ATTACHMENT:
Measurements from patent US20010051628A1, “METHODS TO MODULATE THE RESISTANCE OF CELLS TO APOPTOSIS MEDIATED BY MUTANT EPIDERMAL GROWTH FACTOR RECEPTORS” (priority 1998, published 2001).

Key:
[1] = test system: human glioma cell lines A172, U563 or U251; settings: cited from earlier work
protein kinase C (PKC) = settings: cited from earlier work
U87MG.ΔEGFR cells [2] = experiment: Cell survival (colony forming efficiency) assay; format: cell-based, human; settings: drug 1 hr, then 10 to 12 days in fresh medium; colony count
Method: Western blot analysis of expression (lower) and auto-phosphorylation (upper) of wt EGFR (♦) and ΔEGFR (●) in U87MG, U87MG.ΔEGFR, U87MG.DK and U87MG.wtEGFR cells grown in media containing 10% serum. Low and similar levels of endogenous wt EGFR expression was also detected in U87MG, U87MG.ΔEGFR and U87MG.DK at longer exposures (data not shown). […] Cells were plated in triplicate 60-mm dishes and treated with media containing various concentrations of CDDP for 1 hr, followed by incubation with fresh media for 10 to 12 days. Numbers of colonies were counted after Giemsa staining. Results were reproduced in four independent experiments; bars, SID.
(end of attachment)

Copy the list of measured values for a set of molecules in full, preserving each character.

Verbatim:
Measurements from patent US20010051628A1, “METHODS TO MODULATE THE RESISTANCE OF CELLS TO APOPTOSIS MEDIATED BY MUTANT EPIDERMAL GROWTH FACTOR RECEPTORS” (priority 1998, published 2001).

Key:
[1] = test system: human glioma cell lines A172, U563 or U251; settings: cited from earlier work
protein kinase C (PKC) = settings: cited from earlier work
U87MG.ΔEGFR cells [2] = experiment: Cell survival (colony forming efficiency) assay; format: cell-based, human; settings: drug 1 hr, then 10 to 12 days in fresh medium; colony count
Method: Western blot analysis of expression (lower) and auto-phosphorylation (upper) of wt EGFR (♦) and ΔEGFR (●) in U87MG, U87MG.ΔEGFR, U87MG.DK and U87MG.wtEGFR cells grown in media containing 10% serum. Low and similar levels of endogenous wt EGFR expression was also detected in U87MG, U87MG.ΔEGFR and U87MG.DK at longer exposures (data not shown). […] Cells were plated in triplicate 60-mm dishes and treated with media containing various concentrations of CDDP for 1 hr, followed by incubation with fresh media for 10 to 12 days. Numbers of colonies were counted after Giemsa staining. Results were reproduced in four independent experiments; bars, SID.